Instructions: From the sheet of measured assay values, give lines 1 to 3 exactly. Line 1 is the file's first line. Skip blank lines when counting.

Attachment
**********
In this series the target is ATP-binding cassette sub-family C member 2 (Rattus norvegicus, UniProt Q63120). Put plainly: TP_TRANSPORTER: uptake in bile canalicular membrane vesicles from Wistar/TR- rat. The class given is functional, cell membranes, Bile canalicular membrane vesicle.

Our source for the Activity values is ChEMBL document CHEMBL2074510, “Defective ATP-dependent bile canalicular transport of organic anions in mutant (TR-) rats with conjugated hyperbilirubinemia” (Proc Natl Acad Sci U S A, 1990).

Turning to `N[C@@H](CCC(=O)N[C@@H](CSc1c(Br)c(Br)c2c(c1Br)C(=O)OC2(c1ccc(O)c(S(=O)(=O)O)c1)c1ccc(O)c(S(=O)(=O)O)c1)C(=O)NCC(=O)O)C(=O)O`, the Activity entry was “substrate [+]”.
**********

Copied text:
In this series the target is ATP-binding cassette sub-family C member 2 (Rattus norvegicus, UniProt Q63120). Put plainly: TP_TRANSPORTER: uptake in bile canalicular membrane vesicles from Wistar/TR- rat. The class given is functional, cell membranes, Bile canalicular membrane vesicle.

Our source for the Activity values is ChEMBL document CHEMBL2074510, “Defective ATP-dependent bile canalicular transport of organic anions in mutant (TR-) rats with conjugated hyperbilirubinemia” (Proc Natl Acad Sci U S A, 1990).

Turning to `N[C@@H](CCC(=O)N[C@@H](CSc1c(Br)c(Br)c2c(c1Br)C(=O)OC2(c1ccc(O)c(S(=O)(=O)O)c1)c1ccc(O)c(S(=O)(=O)O)c1)C(=O)NCC(=O)O)C(=O)O`, the Activity entry was “substrate [+]”.